The Great Green Wall of Africa, a plan to restore a 7,000-kilometre-long stretch of degraded land from Senegal in West Africa to Djibouti in the east, is a bold and ambitious idea intended to help combat drought and desertification, which currently affect around 45% of Africa’s land area. Proposed 13 years ago by two of the continent’s elder statesmen, Nigeria’s then president Olusegun Obasanjo and Senegal’s former president Abdoulaye Wade, it is even more important now, given the threat from climate change and the reliance of the continent’s people on agriculture for their livelihoods.
But, so far, the project has struggled to reach key goals. Less than one-fifth of the designated land area has been restored or rehabilitated. The African Union’s top decision makers don’t see the green wall as a priority, and inter-national donors seem reluctant to commit further funding. Researchers, governments and international agencies must work together better to rehabilitate this crucial scheme.
The project’s focus has widened from its founders’ vision because there are more ways to restore degraded land than by reforestation, such as creating communal gardens and nature reserves. But the addition of these and other measures has made the green wall more complex. It has required different ministries in individual countries to work together. That is always difficult, but it becomes even more so when two further variables are added: the African Union and the international donor community. These and other observations are confirmed in an independent assessment of the project, commissioned by the project’s partners and published in September by the United Nations Convention to Combat Desertification (UNCCD).
The assessment report tries to look on the bright side. It says that 11 countries along the green wall have re-habilitated nearly 4 million hectares of land and created 350,000 jobs in the process. It also confirms that a broader group of 21 African countries is committed to restoring and rehabilitating 100 million hectares of land by 2030, creating 10 million green jobs. But it doesn’t sugar-coat the fact that governments and donors will need to find between US$3.6 billion and $4.3 billion every year for the next decade if the 100-million-hectare target is to be achieved. That will be a tall order — the report calls it a “quantum leap” — considering that the project raised around $2 billion in its first decade. But it is not impossible — and there are several key ways in which researchers can contribute.
The UNCCD report provides headline information on each country’s progress — such as the numbers of plants and seedlings produced; the area of land reforested; and the numbers of people trained and jobs created. Most of these data were provided by each country. The next step should be for independent researchers — for example, members of IPBES (the Intergovernmental Science–Policy Platform on Biodiversity and Ecosystem Services) — to assess these data and publish their own reviews, to help all sides have more confidence in the data and in the monitoring process.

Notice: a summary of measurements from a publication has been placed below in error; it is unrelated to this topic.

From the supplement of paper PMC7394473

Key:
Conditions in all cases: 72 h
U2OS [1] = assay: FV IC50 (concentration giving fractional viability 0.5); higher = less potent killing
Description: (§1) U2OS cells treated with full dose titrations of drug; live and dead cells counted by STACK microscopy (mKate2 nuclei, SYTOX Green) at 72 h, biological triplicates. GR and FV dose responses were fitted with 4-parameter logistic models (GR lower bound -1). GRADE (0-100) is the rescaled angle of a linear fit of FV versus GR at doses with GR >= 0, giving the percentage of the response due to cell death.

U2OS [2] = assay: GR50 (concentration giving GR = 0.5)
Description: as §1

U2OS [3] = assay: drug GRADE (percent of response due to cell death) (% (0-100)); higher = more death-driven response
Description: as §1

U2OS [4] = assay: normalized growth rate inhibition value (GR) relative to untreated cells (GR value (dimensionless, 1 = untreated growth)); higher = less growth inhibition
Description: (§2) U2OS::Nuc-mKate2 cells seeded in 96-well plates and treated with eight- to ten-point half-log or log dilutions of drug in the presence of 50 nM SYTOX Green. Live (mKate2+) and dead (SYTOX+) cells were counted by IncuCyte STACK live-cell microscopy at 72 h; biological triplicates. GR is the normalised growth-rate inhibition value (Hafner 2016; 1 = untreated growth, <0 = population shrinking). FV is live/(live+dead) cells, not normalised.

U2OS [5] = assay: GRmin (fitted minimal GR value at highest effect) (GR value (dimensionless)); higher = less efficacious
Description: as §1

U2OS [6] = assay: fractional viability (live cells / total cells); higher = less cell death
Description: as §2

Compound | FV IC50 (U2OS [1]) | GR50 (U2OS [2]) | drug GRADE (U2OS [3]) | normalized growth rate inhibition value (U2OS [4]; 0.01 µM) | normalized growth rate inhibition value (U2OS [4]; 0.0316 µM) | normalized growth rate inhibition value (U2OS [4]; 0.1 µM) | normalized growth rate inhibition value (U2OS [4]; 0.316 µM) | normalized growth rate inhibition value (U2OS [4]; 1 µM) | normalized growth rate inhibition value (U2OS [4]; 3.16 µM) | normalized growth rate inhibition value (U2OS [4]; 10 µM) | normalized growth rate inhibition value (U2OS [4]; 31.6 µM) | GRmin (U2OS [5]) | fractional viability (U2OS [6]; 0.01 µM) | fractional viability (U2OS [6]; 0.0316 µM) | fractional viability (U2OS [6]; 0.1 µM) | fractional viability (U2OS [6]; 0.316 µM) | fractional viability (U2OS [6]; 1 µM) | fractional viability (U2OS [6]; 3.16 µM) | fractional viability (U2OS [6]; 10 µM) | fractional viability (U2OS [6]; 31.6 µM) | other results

Funding is always a challenge in such projects. But although it might seem feasible that the 55 member states of the African Union and their inter-national partners could raise the required amounts, nations have already committed funding to inter-national initiatives with similar goals to those of the green wall. African countries, for example, are signatories to the Aichi Bio-diversity Targets, which include a goal to reduce habitat loss and degradation. Countries have also signed up to the UN Sustainable Development Goals, which include a target of combating desertification and restoring degraded land and soil. And they are also members of the UNCCD, which has pledged to reach what it is calling “land degradation neutrality” by 2030.
The UNCCD report suggests a single trust fund could be the answer. That would work if countries and international agencies agree to pool their resources and create harmonized reporting requirements. Researchers could help here by developing a method for measuring whether countries are succeeding in meeting their green-wall goals, as well as providing a common accounting framework.
The need to restore and rehabilitate land is urgent. People in the affected countries are among the world’s poorest. The overwhelming majority earn their living from agriculture or livestock production. Climate change is projected to lift average temperatures by 3–6 °C by the end of the century, compared with a late-twentieth-century baseline. More extremes of weather are expected, and these, in turn, will reduce crop yields.
The green-wall project needs international agencies to cooperate better, it needs researchers to help, and it needs the present generation of the continent’s leaders to step up and take on a more visible role in championing it, just as its two founding presidents did.
Nature 587, 8 (2020)